Ammonia as a refrigerant has been known for more than 150 years, but that doesn’t mean the technology can’t still be improved. Danish researchers have shown that, with a number of system design tweaks – notably reductions in recirculation rate and evaporator-tube diameter – a significant cut in refrigerant charge is possible for industrial systems, without compromising on cooling capacity.
The study, “Multi-objective optimisation of low charge liquid overfeed ammonia evaporators for industrial refrigeration,” was carried out by researchers from the Technical University of Denmark and the Danish Technological Institute. It was published in Proceedings of the 8th Conference on Ammonia and CO2 Refrigeration Technologies.
The research team of Martin R Kærn; Wiebke B Markussen; and Jóhannes Kristófersson looked at how to minimize the required refrigerant charge and the heat-transfer area in liquid-overfeed evaporators, without compromising the required cooling capacity. The heat-transfer area was used as a measurement of the evaporator cost.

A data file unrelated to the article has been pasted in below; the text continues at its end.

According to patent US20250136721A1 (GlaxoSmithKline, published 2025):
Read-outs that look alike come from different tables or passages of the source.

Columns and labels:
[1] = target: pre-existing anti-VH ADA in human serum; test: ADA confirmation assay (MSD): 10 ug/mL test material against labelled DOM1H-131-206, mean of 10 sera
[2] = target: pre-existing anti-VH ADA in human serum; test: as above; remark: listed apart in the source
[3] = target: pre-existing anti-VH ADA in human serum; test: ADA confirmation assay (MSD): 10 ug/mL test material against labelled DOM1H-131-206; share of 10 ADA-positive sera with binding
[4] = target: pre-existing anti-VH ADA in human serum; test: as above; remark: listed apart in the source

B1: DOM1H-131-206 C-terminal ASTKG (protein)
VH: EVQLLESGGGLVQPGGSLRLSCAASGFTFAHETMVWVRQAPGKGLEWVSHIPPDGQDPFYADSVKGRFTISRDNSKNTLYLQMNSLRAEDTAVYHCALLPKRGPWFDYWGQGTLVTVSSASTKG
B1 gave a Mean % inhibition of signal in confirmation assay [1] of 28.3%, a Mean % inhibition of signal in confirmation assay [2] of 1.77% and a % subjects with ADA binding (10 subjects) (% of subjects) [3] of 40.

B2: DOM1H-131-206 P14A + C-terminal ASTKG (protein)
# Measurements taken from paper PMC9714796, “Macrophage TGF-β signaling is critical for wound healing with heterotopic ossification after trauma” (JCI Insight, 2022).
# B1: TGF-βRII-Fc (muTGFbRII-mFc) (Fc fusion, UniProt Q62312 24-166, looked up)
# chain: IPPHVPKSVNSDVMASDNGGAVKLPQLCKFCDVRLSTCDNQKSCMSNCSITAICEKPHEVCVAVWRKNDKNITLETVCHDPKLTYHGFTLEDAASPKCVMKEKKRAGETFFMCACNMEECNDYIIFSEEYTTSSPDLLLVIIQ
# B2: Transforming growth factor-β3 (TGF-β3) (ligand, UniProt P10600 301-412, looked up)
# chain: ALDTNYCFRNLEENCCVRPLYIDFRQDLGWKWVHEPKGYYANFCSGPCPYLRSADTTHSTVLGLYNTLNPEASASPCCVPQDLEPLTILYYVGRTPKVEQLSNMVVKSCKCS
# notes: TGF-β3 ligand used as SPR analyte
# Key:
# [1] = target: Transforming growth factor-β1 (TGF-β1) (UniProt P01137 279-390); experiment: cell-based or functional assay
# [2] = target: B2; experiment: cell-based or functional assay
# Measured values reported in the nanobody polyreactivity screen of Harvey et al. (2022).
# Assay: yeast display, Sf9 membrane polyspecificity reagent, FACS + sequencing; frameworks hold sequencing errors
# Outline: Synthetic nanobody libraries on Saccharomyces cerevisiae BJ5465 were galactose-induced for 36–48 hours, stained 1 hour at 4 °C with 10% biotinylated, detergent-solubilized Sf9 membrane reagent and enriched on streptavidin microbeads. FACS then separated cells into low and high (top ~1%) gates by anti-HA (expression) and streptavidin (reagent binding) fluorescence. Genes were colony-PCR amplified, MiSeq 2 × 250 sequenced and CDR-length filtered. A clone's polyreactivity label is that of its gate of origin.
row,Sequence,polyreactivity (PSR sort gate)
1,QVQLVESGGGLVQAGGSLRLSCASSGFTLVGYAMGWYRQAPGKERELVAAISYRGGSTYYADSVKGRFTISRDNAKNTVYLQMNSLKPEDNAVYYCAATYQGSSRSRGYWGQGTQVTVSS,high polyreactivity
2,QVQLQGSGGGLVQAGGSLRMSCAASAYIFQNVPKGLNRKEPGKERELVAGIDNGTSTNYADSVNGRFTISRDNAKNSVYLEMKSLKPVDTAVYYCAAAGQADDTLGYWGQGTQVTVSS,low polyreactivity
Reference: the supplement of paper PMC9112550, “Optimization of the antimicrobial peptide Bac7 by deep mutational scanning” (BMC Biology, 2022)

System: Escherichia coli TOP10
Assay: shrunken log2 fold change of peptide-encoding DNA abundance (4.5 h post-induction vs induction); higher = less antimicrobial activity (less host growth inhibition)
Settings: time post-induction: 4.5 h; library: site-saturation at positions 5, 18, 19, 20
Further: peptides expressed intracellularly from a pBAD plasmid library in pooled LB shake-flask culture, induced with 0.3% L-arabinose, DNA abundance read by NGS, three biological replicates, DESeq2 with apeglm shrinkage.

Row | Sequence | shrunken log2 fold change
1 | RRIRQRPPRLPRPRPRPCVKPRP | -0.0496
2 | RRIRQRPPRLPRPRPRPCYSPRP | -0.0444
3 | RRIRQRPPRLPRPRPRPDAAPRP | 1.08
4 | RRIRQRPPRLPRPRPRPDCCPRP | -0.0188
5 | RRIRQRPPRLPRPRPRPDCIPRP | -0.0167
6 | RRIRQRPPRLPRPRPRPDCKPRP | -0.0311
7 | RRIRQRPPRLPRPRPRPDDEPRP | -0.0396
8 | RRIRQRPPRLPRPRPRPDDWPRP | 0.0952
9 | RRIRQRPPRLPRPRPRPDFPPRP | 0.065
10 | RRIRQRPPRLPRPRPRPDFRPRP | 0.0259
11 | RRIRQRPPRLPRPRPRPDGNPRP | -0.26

The evaporator used in the study was a traditional flooded inline finned evaporator, operated with pumped liquid circulation and rated to a 22kW (6.3TR) cooling capacity. The experiments were carried out with a -30°C (-22°F) evaporation temperature.
To find out what has the largest influence on the required refrigerant charge, the researchers looked at the interaction between parameters like the refrigerant recirculation ratio, the heat-exchange area (represented by longitudinal tube pitch and transverse tube pitch), tube diameter, and the number of tube circuits. The recirculation ratio is defined as the ratio between the refrigerant mass-flow rate through the evaporator and the vaporized refrigerant mass-flow rate.
They found that the single biggest effect on the required refrigerant charge was a reduction of the recirculation rate, which reduced the charge significantly in all scenarios. They furthermore found that if the tube diameter is reduced, and the total number of tube circuits is increased at the same time, then the charge can be reduced even further. This is even possible with a decreased heat- exchanger size, thus saving cost.
In a previous study done by the same authors, they also found that the required charge could be reduced by a factor of two to three by reducing the recirculation ratio, the final reduction depending on the evaporation temperature. The researchers have also looked at a Danish cold-storage case study and found that the compressor power consumption can be reduced by 4.9% when the recirculation ratio is reduced from four to 1.5.
This article originally appeared in the November-December 2019 issue of Accelerate Magazine.
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